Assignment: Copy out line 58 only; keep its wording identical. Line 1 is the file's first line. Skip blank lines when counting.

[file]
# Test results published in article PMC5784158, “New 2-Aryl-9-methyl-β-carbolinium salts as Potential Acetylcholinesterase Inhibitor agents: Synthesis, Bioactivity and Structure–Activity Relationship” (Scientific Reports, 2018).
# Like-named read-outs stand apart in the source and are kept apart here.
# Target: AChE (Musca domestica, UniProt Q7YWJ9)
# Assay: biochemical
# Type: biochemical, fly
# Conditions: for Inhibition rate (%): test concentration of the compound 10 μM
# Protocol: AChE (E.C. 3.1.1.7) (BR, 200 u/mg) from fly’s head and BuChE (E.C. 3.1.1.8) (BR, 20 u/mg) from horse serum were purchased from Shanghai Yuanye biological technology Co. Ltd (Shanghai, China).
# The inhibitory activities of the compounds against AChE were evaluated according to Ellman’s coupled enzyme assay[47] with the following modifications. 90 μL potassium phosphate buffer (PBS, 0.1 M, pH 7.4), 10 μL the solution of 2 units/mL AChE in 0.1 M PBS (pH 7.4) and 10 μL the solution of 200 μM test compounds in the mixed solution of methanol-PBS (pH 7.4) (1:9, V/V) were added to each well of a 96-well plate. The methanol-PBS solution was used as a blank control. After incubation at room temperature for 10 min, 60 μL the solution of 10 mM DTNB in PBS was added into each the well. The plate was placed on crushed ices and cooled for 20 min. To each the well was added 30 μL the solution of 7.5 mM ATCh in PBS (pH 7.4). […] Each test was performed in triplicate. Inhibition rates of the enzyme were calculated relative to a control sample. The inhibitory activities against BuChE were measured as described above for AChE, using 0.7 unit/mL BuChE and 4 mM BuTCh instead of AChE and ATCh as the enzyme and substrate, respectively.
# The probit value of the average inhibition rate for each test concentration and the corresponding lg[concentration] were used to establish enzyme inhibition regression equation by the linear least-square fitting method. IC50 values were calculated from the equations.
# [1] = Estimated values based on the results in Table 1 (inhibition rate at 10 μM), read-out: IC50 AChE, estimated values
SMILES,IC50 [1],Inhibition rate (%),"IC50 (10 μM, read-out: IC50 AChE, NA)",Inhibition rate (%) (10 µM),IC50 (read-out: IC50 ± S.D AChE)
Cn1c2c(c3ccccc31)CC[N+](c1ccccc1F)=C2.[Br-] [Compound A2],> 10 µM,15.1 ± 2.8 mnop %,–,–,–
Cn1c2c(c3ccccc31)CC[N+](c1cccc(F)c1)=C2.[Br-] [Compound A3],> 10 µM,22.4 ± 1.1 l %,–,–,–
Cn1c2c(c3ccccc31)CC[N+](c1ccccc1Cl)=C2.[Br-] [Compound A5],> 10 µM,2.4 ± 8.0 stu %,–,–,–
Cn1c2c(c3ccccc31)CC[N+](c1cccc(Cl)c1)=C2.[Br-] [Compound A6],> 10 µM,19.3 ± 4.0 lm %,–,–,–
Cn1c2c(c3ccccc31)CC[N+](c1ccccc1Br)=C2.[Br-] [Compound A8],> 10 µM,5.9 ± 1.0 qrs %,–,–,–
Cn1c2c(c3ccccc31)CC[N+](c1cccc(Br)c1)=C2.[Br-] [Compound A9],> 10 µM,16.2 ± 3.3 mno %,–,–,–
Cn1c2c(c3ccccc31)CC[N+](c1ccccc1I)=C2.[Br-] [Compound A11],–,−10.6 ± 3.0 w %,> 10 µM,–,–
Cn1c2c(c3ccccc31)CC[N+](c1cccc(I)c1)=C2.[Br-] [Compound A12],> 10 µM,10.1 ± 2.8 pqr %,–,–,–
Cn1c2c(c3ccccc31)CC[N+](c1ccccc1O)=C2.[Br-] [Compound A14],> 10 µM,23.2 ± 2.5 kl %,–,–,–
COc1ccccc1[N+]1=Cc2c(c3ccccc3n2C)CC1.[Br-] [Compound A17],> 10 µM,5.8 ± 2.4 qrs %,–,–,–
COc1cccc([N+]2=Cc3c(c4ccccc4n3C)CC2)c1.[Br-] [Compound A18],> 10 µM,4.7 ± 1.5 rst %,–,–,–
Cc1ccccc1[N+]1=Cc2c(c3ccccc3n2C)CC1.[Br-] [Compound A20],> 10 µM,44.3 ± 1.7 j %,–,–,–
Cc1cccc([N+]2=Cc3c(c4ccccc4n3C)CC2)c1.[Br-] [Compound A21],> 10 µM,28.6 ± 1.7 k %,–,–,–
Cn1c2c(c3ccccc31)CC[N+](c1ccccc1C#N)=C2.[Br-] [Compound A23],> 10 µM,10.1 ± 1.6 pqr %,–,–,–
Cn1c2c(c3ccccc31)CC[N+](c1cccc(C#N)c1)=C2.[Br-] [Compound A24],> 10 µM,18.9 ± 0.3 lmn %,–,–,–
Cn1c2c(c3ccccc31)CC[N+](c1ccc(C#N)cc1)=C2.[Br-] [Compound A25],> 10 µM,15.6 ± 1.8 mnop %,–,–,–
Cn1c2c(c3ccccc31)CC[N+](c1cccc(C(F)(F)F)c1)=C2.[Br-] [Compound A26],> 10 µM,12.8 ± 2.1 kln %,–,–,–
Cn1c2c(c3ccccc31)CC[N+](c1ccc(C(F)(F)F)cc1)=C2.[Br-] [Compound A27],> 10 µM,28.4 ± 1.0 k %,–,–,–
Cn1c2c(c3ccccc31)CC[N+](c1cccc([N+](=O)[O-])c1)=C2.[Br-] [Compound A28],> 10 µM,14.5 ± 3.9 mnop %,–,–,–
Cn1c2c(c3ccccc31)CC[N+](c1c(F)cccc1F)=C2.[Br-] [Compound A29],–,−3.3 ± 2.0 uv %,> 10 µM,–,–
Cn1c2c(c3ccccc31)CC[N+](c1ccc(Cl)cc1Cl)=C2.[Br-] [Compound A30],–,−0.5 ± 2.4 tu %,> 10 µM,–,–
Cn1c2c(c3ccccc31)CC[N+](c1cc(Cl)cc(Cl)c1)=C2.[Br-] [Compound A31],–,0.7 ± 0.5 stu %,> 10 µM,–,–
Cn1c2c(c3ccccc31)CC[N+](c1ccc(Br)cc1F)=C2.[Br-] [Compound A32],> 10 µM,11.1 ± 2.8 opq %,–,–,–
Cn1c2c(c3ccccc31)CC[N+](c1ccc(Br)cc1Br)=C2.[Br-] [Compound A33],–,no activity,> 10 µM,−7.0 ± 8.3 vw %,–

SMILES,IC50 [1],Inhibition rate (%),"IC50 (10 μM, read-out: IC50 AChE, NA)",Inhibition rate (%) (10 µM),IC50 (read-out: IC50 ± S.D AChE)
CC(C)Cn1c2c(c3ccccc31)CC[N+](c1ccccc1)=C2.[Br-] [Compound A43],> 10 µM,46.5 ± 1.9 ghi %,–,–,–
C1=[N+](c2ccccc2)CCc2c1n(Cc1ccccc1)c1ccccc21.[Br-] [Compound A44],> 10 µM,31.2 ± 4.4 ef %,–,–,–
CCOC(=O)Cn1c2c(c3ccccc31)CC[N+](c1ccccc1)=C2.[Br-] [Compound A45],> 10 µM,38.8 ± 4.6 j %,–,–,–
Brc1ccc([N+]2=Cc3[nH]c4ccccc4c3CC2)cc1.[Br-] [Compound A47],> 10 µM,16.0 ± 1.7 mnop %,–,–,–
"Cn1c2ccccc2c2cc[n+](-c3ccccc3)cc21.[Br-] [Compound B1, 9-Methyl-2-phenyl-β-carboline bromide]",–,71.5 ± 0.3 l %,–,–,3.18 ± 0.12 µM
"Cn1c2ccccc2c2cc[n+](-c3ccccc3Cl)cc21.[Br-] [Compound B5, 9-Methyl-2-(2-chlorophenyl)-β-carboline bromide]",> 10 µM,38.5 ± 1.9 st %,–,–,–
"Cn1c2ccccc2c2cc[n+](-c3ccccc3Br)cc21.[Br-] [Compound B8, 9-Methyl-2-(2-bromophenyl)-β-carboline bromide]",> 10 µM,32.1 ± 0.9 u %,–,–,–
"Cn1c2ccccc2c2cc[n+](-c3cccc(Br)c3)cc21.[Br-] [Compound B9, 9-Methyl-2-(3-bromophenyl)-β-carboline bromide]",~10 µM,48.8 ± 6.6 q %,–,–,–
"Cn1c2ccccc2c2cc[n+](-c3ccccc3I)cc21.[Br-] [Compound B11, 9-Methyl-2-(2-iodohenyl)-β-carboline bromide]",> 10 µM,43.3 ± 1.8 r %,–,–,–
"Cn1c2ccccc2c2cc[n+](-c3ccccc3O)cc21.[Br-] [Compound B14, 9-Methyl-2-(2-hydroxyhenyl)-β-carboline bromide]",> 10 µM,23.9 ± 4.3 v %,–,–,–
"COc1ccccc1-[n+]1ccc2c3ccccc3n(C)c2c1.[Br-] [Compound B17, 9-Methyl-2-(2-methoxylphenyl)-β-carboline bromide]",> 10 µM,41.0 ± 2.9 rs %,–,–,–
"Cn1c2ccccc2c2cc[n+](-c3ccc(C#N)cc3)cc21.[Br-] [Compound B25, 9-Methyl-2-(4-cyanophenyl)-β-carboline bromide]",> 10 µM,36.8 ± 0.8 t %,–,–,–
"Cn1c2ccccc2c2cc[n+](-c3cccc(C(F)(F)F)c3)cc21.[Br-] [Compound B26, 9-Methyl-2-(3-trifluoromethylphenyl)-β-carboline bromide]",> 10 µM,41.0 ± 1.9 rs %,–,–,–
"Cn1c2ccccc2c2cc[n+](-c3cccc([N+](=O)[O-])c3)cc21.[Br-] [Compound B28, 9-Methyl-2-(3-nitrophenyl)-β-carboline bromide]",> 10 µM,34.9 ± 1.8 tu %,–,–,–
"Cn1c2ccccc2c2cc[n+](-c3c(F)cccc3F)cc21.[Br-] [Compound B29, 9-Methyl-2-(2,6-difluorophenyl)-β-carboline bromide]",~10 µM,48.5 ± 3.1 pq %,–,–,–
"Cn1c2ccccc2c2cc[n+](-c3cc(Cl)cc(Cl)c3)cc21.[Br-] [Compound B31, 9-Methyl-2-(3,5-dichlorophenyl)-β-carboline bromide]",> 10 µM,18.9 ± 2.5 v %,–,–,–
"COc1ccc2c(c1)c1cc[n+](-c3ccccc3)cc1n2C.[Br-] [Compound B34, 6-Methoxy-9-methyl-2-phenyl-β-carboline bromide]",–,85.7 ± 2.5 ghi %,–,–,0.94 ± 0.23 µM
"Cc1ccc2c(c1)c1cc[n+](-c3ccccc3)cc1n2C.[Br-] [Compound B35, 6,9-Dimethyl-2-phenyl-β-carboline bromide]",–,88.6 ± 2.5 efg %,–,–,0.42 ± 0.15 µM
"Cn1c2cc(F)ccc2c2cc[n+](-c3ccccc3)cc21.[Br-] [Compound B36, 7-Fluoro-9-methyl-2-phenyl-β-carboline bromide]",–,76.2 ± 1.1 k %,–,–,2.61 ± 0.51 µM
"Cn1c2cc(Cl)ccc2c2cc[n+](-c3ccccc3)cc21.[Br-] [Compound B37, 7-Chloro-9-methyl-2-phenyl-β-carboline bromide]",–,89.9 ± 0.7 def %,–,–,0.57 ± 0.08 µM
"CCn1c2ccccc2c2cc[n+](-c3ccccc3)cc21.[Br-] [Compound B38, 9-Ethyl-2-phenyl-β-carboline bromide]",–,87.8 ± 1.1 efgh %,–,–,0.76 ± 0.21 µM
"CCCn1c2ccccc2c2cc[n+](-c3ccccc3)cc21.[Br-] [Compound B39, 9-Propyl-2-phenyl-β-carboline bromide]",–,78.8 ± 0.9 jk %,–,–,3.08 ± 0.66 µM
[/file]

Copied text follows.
"CCCn1c2ccccc2c2cc[n+](-c3ccccc3)cc21.[Br-] [Compound B39, 9-Propyl-2-phenyl-β-carboline bromide]",–,78.8 ± 0.9 jk %,–,–,3.08 ± 0.66 µM